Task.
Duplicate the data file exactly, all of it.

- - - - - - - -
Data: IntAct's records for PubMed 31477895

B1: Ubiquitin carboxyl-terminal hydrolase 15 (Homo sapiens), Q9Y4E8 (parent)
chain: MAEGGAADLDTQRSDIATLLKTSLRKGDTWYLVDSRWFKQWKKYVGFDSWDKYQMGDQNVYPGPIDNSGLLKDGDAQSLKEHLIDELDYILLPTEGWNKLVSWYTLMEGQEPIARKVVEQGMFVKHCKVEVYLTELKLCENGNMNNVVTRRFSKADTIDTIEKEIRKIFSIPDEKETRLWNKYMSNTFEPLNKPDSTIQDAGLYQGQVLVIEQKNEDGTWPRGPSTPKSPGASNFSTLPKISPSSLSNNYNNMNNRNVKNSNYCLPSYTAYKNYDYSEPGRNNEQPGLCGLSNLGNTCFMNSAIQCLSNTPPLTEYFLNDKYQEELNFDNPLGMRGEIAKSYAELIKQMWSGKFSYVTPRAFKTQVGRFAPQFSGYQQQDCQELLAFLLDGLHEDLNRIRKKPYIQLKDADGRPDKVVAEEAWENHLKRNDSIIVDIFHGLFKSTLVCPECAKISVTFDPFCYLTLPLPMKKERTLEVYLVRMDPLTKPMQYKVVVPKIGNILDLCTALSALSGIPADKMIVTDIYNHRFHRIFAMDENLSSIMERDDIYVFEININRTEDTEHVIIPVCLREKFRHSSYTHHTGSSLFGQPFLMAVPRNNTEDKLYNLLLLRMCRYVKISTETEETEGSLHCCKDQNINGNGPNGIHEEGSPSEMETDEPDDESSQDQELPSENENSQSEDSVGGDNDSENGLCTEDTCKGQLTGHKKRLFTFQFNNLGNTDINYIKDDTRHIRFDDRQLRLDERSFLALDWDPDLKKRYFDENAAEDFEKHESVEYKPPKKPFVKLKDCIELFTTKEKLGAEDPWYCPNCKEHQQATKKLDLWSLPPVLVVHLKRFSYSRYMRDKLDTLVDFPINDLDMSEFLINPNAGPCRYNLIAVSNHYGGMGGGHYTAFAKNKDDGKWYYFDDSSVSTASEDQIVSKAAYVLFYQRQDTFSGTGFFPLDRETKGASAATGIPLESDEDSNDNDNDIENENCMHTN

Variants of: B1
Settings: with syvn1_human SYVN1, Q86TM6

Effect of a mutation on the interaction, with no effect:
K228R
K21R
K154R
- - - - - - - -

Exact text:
Data: IntAct's records for PubMed 31477895

B1: Ubiquitin carboxyl-terminal hydrolase 15 (Homo sapiens), Q9Y4E8 (parent)
chain: MAEGGAADLDTQRSDIATLLKTSLRKGDTWYLVDSRWFKQWKKYVGFDSWDKYQMGDQNVYPGPIDNSGLLKDGDAQSLKEHLIDELDYILLPTEGWNKLVSWYTLMEGQEPIARKVVEQGMFVKHCKVEVYLTELKLCENGNMNNVVTRRFSKADTIDTIEKEIRKIFSIPDEKETRLWNKYMSNTFEPLNKPDSTIQDAGLYQGQVLVIEQKNEDGTWPRGPSTPKSPGASNFSTLPKISPSSLSNNYNNMNNRNVKNSNYCLPSYTAYKNYDYSEPGRNNEQPGLCGLSNLGNTCFMNSAIQCLSNTPPLTEYFLNDKYQEELNFDNPLGMRGEIAKSYAELIKQMWSGKFSYVTPRAFKTQVGRFAPQFSGYQQQDCQELLAFLLDGLHEDLNRIRKKPYIQLKDADGRPDKVVAEEAWENHLKRNDSIIVDIFHGLFKSTLVCPECAKISVTFDPFCYLTLPLPMKKERTLEVYLVRMDPLTKPMQYKVVVPKIGNILDLCTALSALSGIPADKMIVTDIYNHRFHRIFAMDENLSSIMERDDIYVFEININRTEDTEHVIIPVCLREKFRHSSYTHHTGSSLFGQPFLMAVPRNNTEDKLYNLLLLRMCRYVKISTETEETEGSLHCCKDQNINGNGPNGIHEEGSPSEMETDEPDDESSQDQELPSENENSQSEDSVGGDNDSENGLCTEDTCKGQLTGHKKRLFTFQFNNLGNTDINYIKDDTRHIRFDDRQLRLDERSFLALDWDPDLKKRYFDENAAEDFEKHESVEYKPPKKPFVKLKDCIELFTTKEKLGAEDPWYCPNCKEHQQATKKLDLWSLPPVLVVHLKRFSYSRYMRDKLDTLVDFPINDLDMSEFLINPNAGPCRYNLIAVSNHYGGMGGGHYTAFAKNKDDGKWYYFDDSSVSTASEDQIVSKAAYVLFYQRQDTFSGTGFFPLDRETKGASAATGIPLESDEDSNDNDNDIENENCMHTN

Variants of: B1
Settings: with syvn1_human SYVN1, Q86TM6

Effect of a mutation on the interaction, with no effect:
K228R
K21R
K154R